Fried chicken and waffles deliver a soul-satisfying blend of sweet and salty and soft and crunchy.
A dream date of down-home flavors, the dish has gone uptown in recent years, thanks to North Carolina chefs like Ashley Christensen, who helms a growing empire of Raleigh eateries. At Beasley’s Chicken + Honey in the capital city’s downtown, she shines a spotlight on the dish.
And in Durham, there’s Dame’s Chicken & Waffles, whose specialty is, you guessed it, chicken and waffles. You can spot Dame’s from a distance on Saturday nights and Sunday mornings by the long line of reservation-less hopefuls who don’t mind waiting an hour or more to get in. Once seated, patrons need more time to choose among at least five waffle flavors (including a vegan option) and seven “shmears” (butter-based fruit or spice toppings that melt and decadently puddle in each plump waffle square).
“People always ask which is our favorite, but we really want them to experience the flavor combination that sounds best to them,” says Damion “Dame” Moore, who runs the business with Randy Wadsworth. The two met as housemates while pursuing business degrees two decades ago at the University of North Carolina at Greensboro. They opened a Greensboro location in 2012 and aim to launch another North Carolina eatery this year.
New flavor combinations are always in the works. Last fall, customers raved about the combination of a gingerbread waffle with an orange-honey shmear, or a sweet potato waffle with maple-pecan. For a bite of summer, try the classic waffle with strawberry ’n’ cream shmear.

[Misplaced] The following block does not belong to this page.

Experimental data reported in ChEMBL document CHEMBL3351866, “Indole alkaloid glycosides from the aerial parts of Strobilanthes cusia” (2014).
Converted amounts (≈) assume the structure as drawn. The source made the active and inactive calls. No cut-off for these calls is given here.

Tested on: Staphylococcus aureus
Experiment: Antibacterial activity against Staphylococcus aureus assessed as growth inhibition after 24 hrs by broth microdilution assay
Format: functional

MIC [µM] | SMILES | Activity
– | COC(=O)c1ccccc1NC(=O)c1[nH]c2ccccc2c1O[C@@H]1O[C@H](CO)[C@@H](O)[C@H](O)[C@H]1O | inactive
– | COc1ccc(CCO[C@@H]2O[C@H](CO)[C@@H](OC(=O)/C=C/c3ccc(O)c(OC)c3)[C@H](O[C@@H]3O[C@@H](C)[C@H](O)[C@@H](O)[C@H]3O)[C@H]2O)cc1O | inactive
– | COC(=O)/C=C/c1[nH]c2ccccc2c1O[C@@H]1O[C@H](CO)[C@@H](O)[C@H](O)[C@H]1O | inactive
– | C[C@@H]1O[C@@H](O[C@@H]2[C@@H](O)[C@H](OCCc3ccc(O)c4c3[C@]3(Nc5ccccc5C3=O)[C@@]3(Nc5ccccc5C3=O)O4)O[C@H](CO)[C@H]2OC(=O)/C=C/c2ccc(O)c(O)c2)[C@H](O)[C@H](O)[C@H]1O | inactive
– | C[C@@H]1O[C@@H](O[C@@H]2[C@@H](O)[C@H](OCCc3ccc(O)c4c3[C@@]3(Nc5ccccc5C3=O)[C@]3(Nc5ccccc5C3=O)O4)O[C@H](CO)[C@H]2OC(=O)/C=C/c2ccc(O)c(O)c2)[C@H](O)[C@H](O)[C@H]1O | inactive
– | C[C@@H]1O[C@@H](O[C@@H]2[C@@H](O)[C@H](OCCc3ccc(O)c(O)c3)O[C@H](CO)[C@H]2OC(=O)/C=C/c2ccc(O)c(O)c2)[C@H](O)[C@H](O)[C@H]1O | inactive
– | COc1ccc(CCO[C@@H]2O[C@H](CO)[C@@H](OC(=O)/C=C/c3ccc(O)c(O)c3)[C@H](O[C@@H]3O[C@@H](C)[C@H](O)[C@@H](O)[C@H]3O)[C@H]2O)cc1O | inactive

But the chicken is not merely a garnish. Before taking center stage, pieces of chicken take a two-day bath in spiced buttermilk. Crispy and succulent, the chicken comes either with a bone or without, for those who don’t want to use the bird’s natural handle.
But at Beasley’s in Raleigh, there is no boneless option. Choose between white- or dark-meat chicken, which has been brined overnight in salt-and-sugar water. Portions are dipped in buttermilk and dredged in flour just before frying to create a delectably craggy crust that’s drizzled with Bee Blessed Pure Honey from Princeville. Delivered atop a plate-filling, deep-pocketed Belgian waffle, it’s one of the few menu choices not available for takeout, as the crisp waffle can wilt in a to-go box.
Matthew Muñoz, a lean marathon runner, says it’s one of his favorite indulgences. Last September, when he proposed to Carolina Ballet principal dancer Lara O’Brien, the now-married couple enjoyed a whirlwind party capped off with late-night chicken and waffles at their favorite neighborhood place.
“I’d never had the combination before Beasley’s opened, but I love both of those things,” Muñoz says. “When I first tried it, I remember thinking, ‘I could get used to this.’ ”
A few blocks over in downtown Raleigh, Jose and Sons cleverly substitutes luxurious pork cracklings, or chicharrónes, for the traditional chicken. Chef Oscar Diaz says the chicharrón and waffles dish was developed for the new restaurant’s first menu, which infuses flavors of the American South into traditional Mexican food.
“I’d never even used a waffle-maker before we started experimenting with this,” says Diaz, who created a light, masa-based waffle that’s gluten-free. “I wanted the chicharrónes to be really rich, so I use pork belly. It took several tries, but I think we’ve got it now.”
Glistening chunks of pork cover the waffle, which is served with a dunking pot of sweet-and-spicy agave syrup and sriracha chili sauce and gilded with a pair of poached eggs. Diaz admits that it breaks his heart when diet-conscious diners trim away the meat’s unctuous fat.
“You can’t eat like this every day,” says Diaz, who jogs with his dog to stay trim, “but now and then it really is OK to just enjoy delicious food.”
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